Writer/director Edgar Wright and co-writer/star Simon Pegg reunite with co-star Nick Frost to bring us the final chapter of their Three Flavours Cornetto Trilogy. This one’s green mint chocolate chip. And it’s pretty much perfect.
Following up "Shaun of the Dead" and "Hot Fuzz", "The World’s End" offers an insightful, surprising, astonishingly quick-witted, and quite remarkably fight-choreographed tale of paradise lost, paradise found, and plans past and present gone wildly awry. Populated by some of Britain’s finest dramatic actors in superior comedic form.
Here we meet Gary King, leader of his high school pack, which reunites twenty years after a failed attempt at completing an epic 12-stop bar crawl known as The Golden Mile. His friends have grown up and embraced the benefits of adulthood, but Gary's never quite grasped the concept, and persuades his reluctant friends to take another run at the Mile. Until they find the quest complicated by more than mere inebriation...
There’s laughs. Simon Pegg couldn’t be in finer form as an emotionally stunted, painfully disillusioned chronological adult unable to cope with life’s disappointment (which of course is what keeps it that way, as his friends repeatedly try to tell him, but there’s no arguing with him).
Pegg’s pinnacle emotional, mental, and physical comedy keep one’s attention fully captivated at every moment, and the work itself deserves multiple viewings for full effect. They don’t award roles like this any serious acting consideration, but it’s a cruel bias; the absurdity of the proceedings belie the power of his performance, but the anguish of his pasty-skinned, black-shoe-polished coiffed, eighties-goth-attired arrested adolescent never quite leaves the mind.
(And on that note ~ Eddie Marsan? Holy cow, man, have mercy on us. "The World's End" is relentless hilarious and I found myself almost resenting six lines of his that were delivered so powerfully as to cause genuine pain ~ I could hear people nearby wincing audibly as well. Pegg and Wright made that all well by the end, of course.)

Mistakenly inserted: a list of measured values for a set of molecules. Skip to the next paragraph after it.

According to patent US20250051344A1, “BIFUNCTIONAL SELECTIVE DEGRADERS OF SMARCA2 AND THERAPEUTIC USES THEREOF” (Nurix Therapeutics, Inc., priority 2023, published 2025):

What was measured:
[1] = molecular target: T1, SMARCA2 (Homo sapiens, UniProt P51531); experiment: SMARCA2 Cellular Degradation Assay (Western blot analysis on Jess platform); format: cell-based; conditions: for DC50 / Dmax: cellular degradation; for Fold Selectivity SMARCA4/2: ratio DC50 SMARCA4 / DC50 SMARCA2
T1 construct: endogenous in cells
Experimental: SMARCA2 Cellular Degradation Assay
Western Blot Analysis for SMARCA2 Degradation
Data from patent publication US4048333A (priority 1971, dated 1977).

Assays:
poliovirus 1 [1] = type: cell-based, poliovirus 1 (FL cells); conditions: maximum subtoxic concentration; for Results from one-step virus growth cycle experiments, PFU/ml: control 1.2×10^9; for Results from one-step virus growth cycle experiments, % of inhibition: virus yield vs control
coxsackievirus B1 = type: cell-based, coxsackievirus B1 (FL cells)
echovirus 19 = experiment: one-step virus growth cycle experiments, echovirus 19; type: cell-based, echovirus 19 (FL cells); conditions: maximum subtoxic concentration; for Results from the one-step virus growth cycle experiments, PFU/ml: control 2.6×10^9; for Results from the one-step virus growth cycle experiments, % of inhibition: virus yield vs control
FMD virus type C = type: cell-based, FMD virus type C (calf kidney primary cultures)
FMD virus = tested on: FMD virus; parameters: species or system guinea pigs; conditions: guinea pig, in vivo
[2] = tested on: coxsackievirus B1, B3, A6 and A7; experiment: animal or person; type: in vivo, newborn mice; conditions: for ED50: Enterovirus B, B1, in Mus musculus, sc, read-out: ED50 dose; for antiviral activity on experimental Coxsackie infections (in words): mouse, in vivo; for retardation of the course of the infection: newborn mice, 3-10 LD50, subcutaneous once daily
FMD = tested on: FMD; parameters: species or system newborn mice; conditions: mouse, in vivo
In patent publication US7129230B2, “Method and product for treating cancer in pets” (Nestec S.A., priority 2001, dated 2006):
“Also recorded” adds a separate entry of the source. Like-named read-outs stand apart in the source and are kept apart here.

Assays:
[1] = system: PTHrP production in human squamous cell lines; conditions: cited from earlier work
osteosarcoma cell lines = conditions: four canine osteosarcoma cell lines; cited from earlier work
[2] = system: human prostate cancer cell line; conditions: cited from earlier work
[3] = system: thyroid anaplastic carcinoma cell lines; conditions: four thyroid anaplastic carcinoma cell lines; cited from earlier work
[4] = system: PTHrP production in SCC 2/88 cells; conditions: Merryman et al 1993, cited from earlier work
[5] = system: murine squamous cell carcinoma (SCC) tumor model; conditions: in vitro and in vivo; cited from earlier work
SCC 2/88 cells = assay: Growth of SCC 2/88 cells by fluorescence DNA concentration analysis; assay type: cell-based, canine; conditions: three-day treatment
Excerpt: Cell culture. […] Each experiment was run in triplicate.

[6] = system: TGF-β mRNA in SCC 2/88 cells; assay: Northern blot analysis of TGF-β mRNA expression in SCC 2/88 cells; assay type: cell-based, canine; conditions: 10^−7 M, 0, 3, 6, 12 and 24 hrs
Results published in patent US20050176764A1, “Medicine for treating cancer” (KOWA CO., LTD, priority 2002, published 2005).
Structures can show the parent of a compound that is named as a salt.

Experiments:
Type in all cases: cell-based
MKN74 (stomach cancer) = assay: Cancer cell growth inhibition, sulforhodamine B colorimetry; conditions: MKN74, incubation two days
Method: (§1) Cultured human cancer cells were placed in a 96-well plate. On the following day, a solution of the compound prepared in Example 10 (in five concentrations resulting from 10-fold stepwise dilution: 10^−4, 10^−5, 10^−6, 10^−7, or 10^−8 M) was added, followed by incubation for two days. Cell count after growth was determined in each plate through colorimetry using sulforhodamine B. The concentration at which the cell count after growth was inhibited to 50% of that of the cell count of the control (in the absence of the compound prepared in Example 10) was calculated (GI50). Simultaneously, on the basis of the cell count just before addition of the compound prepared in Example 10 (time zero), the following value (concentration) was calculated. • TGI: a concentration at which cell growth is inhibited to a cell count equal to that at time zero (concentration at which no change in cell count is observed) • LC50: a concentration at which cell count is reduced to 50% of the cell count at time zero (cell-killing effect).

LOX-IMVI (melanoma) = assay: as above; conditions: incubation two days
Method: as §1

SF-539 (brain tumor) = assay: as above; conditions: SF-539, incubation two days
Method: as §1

And there’s fights. "The World’s End" is choreographed more like "The Matrix" than "Fight Club". Our heroes have no instant-download training, but they really show up well in a fight, I must say (especially considering the drunken splur underway ~ cheers to Dutch courage and secret strength!). One altercation that was actually threatening to make me a bit queasy was comedically relieved by an heroic "Get your feet off her!"
And there’s music. Best use of song since “Warm Bodies”, and given the inspired editing with which it’s woven into the story, a major reason for the film’s success (I downloaded it from iTunes within ten minutes of arriving home). Some representative highlights include The Doors’ “Alabama Song (Whisky Bar)”, Primal Scream’s “Loaded”, Kylie Minogue’s “Step Back in Time”, and The Sisters of Mercy’s “This Corrosion”.
(In the interest of full disclosure, I must share that I give "The World’s End" five stars because of that last one; the film may more empirically deserve four, you tell me. But as it happens, this defining anthem of Gary’s dawn-of-adulthood power optimism was also a major one of my own; I’m a contemporary of Pegg & company’s, and “This Corrosion” blared from my tape player during my own pub crawl days. It was also employed to unbelievably divine effect in the story, so to say this aspect was a treat would be the understatement of the year. Can’t help it; five stars.)
And then there’s beer. Lots of beer. I mean, a lot of beer. The full sixty pints? I’ll never tell, but it’s enough to make you wonder what they were actually drinking during filming (if you’re curious, you can find out was it was here).
You’ll notice I’m saying nothing about plot, and as per usual that’s entirely deliberate. The trailers and promo materials give away plenty already, so I won’t add to the risk. (But I can’t resist passing along some enthusiastic fan prep here.)
"The World's End" is a total endorphin rush, even for the twentysomethings who have yet to experience the full context (getting older with your favorite actors is actually a lot of fun once you get past the shocking years where they start playing the parents). The plethora of quotable lines will take another viewing or two to absorb fully, but they’re destined to become part of the movie lover’s lexicon. “Let’s boo-boo,” “Stop Starbucks-ing us!” and Gary’s version of “We’ll always have Paris” will leave you laughing all the way home.
Be sure to allow time for a pint on the way.
Story: 20 years after a failed attempt to complete The Golden Mile (an epic 12-stop pub crawl), five now-fortyish friends reunite to make another run at it, led by their emotionally arrested fearless leader ~ but staying on their feet turns out to be the least of their worries.
Genre: Comedy, Action, Sci-Fi
Starring: Simon Pegg, Nick Frost, Eddie Marsan, Martin Freeman, Paddy Considine, Rosamund Pike, Bill Nighy, Pierce Brosnan
Directed by: Edgar Wright
Running time: 109 minutes
Official site: http://www.theworldsend-movie.com/uk/
Houston release date: August 23, 2013
Tickets: Check Fandango.com or your local listings
Screened Aug 22nd at the Edwards Grand Palace in Houston TX